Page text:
Just after Texas shooting, California Senate passes Texas-style bill targeting assault weapons, ghost guns

Shortly after the nation’s latest mass shooting, which killed at least 18 children at an elementary school in Texas, the California Senate passed a bill Tuesday to allow private citizens to file suit for at least $10,000 — a bounty-hunter provision modeled on a Texas abortion law — against makers or sellers of untraceable ghost guns or illegal assault weapons.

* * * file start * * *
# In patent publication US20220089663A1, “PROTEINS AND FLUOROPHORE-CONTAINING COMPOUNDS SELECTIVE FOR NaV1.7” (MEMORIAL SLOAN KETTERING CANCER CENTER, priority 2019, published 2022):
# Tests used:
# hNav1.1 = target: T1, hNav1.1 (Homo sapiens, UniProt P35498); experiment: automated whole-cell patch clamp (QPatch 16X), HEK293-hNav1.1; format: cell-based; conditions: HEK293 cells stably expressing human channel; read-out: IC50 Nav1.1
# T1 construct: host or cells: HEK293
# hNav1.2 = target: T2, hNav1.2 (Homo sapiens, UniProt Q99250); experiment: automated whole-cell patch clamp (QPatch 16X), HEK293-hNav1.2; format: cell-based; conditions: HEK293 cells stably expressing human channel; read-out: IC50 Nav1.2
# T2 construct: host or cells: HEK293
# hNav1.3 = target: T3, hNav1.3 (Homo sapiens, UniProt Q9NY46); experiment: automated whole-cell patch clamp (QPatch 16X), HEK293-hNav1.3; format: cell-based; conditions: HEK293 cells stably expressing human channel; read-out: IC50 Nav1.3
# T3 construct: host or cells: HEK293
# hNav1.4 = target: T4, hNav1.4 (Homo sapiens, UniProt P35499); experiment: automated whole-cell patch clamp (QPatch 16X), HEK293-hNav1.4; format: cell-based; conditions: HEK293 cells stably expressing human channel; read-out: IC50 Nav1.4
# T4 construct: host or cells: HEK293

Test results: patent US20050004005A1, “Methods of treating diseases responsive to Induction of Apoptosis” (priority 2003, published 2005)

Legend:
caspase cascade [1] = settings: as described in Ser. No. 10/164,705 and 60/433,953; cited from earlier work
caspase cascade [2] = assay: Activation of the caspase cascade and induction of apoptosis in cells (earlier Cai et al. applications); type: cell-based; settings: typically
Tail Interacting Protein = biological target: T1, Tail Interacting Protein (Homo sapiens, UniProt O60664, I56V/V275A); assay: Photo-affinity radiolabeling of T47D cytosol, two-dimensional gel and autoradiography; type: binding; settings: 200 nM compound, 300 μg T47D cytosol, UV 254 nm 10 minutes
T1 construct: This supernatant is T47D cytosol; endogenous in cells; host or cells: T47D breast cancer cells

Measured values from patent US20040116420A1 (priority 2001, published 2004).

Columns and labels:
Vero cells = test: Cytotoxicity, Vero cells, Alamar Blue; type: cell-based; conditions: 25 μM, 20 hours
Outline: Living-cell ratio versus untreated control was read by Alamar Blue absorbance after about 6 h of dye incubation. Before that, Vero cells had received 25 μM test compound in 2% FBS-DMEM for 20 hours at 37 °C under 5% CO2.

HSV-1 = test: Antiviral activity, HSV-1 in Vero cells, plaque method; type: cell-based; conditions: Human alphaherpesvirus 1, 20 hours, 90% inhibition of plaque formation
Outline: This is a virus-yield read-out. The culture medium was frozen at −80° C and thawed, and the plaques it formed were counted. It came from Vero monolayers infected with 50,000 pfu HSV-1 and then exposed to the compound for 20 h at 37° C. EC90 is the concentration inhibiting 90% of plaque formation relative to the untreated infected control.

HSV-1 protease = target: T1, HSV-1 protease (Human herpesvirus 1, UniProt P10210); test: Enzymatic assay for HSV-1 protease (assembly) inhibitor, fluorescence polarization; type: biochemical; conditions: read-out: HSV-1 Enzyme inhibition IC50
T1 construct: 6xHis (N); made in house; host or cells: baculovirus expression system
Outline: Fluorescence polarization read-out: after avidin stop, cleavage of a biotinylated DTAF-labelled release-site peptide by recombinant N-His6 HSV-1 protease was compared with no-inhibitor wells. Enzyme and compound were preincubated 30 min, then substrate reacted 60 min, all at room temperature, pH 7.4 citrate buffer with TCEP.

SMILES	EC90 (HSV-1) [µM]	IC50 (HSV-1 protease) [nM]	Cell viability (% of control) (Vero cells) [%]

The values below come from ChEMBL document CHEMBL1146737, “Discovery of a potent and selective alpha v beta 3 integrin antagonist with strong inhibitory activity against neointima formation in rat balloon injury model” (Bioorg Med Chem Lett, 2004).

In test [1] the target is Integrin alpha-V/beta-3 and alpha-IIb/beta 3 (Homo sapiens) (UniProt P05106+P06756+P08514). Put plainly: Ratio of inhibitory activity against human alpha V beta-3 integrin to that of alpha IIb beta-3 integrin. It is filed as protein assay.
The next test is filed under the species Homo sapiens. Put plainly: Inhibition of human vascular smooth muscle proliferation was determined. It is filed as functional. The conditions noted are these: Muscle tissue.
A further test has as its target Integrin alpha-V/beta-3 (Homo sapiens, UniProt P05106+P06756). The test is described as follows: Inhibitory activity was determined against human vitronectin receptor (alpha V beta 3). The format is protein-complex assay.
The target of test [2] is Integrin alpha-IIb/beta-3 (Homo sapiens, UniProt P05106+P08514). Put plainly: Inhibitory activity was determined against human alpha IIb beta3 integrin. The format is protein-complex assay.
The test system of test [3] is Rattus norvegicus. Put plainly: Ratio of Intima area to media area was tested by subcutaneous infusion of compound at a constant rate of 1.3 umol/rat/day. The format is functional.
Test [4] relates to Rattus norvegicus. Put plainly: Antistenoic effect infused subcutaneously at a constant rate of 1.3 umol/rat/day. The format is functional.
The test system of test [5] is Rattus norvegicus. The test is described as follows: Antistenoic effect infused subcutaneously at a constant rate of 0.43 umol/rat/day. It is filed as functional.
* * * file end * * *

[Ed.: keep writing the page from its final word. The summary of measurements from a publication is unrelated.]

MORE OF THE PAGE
“We do have some of the toughest gun laws in the country,” Sen. Anthony Portantino, D-La Cañada Flintridge (Los Angeles County), told his colleagues amid news of the slaughter inside an elementary school in Uvalde, Texas. But public enforcement of those laws has not been enough to protect Californians against the “new wave of weapons,” he said, and private lawsuits would create “an incentive to get these dangerous weapons off the street.”

Texas Gov. Greg Abbott said the 18-year-old gunman, who was carrying a handgun and possibly a rifle, was also killed.

California Gov. Gavin Newsom quickly raised the gun-control issue. “Another shooting. And the GOP won’t do a damn thing about it,” Newsom tweeted several hours after the shooting. We need nationwide, comprehensive, commonsense gun safety NOW.”